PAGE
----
How providers must implement strategies to collect on outstanding patient balances?

As reforms continue to alter in the healthcare industry, it is affecting practitioners/hospitals, insurance providers and patients. Deductibles are increasing and the payments are increasingly becoming the patient’s own responsibility. Therefore, patients are becoming more involved and active regarding their insurance plans and payments which can at times be overwhelming for the practitioners to collect co-pays and other balances timely and accurately.

As per a report by SuccessEHS, 21% of the revenues from the patients are only collected upfront, implying that around 79% is left on the table. That’s a huge amount for any medical billing service provider.

Hence, here are some strategies which must be implemented to collect patient balances on time to avoid any outstanding:


The first time a patient calls for an appointment, it is the responsibility of the front-desk staff to inform the patient about his/her financial responsibilities and collect the co-pays before the service is due. Hence, the staff must be completely knowledgeable about the various policies implemented by the hospital. They should be able to check the patient demographics and accounts and remind the patient about the past-due balance (if any).


It is before the patient visits the hospital for the service, the staff must be aware of the patient’s payment plan, health coverage, co-pays or other financial liabilities of the patient. This also aids in estimating the costs of services, which includes procedural charges, pricing between organization and insurance provider, patient insurance benefits, etc. Finally, this will also enhance the chances of clean and complete claims, along with the reduction of denials, rejections or appeals.


In case the patient has not paid during his/her first visit to the hospital/clinic, it is best to collect the charges upfront when the patient schedules the next appointment. If not collected this time, it just may never be collected.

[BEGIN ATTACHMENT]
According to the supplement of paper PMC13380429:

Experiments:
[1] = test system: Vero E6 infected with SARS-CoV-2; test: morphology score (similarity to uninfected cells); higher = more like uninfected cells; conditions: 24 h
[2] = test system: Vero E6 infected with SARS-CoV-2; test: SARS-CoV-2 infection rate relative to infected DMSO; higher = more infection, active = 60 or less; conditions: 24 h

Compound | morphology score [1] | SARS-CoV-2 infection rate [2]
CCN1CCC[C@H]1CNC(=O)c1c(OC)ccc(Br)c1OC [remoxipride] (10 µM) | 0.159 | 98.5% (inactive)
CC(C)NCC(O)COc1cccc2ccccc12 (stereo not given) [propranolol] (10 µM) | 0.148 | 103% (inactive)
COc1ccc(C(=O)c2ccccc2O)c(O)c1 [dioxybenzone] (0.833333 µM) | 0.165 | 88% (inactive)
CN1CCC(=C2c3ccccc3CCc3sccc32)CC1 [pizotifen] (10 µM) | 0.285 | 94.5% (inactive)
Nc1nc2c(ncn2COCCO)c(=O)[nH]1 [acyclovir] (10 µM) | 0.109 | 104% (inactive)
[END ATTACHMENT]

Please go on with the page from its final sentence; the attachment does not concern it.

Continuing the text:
Credit card information:

If PCI guidelines and payers allow, the hospital can always keep credit card details for further payments. Co-pays can be made via HSA or credit cards.

Financial options:

Although all patients would ideally like to settle their bills on time, it is advisable for the hospital to make some financing options available such as EMI, discounts, etc. through cheques, credit cards, debit cards, Paypal, mobile applications or patient portals (for eg. a pediatric service may allow for some credits, say, for a sibling, to be transferred from account to another, which can eventually reduce the patients’ bill giving utmost comfort to the patient).

Internal collections:

It is best to collect dues internally rather than get into bad debt (less than $14 collected for every $100) and then move to third-party collection agencies. It is best to keep a tab on the number of reminders (letters etc.) as it costs money to send those too. Eventually, when the patient pays up (due to the retrieval body being a collection agency) to prevent their name being removed from the services, the original provider gets pennies for the dollar.


Use technology to its maximum. Regular reminders or kiosks with information displayed about payments displayed all over on the hospital boards can avoid the need of asking the patient upfront to pay.


Also, it is advisable to meet with the staff regularly to monitor the payments inflow and find ways of improving practice collections; and is essential to keep the staff motivated through incentive programs.

The healthcare industry is transforming. Though it is inevitable that there will always be unpaid balances and loopholes, it is vital to collect the revenues forthright. Practitioners and staff in hospitals work hard too, they must be given their due. For more details about the outstanding patient, balances click here: or call us on:- 888-357-3226.